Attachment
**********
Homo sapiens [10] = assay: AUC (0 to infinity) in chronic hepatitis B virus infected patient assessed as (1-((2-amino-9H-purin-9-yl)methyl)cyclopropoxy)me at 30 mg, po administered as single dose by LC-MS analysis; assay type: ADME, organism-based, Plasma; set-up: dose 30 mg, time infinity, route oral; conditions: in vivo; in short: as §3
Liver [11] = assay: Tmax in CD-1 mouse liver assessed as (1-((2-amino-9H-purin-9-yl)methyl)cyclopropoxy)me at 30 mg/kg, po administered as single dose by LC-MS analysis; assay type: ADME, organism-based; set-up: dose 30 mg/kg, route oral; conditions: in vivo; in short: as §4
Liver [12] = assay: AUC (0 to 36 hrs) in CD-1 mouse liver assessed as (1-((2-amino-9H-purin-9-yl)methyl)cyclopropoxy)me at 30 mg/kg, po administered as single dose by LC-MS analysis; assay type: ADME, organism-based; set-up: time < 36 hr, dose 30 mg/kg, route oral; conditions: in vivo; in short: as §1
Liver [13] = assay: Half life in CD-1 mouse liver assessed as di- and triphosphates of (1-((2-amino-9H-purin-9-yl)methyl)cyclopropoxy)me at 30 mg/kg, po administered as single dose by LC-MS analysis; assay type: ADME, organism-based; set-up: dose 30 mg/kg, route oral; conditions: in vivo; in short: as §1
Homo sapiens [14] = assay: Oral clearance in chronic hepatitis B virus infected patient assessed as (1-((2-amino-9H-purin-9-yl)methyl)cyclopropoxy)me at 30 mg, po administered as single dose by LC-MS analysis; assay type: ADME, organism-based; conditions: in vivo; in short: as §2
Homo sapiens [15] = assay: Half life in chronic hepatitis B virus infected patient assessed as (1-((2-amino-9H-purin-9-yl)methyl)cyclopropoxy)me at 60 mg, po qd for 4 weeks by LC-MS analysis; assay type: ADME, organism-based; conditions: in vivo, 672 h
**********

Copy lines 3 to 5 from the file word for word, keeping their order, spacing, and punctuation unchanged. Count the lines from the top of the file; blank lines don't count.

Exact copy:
Liver [12] = assay: AUC (0 to 36 hrs) in CD-1 mouse liver assessed as (1-((2-amino-9H-purin-9-yl)methyl)cyclopropoxy)me at 30 mg/kg, po administered as single dose by LC-MS analysis; assay type: ADME, organism-based; set-up: time < 36 hr, dose 30 mg/kg, route oral; conditions: in vivo; in short: as §1
Liver [13] = assay: Half life in CD-1 mouse liver assessed as di- and triphosphates of (1-((2-amino-9H-purin-9-yl)methyl)cyclopropoxy)me at 30 mg/kg, po administered as single dose by LC-MS analysis; assay type: ADME, organism-based; set-up: dose 30 mg/kg, route oral; conditions: in vivo; in short: as §1
Homo sapiens [14] = assay: Oral clearance in chronic hepatitis B virus infected patient assessed as (1-((2-amino-9H-purin-9-yl)methyl)cyclopropoxy)me at 30 mg, po administered as single dose by LC-MS analysis; assay type: ADME, organism-based; conditions: in vivo; in short: as §2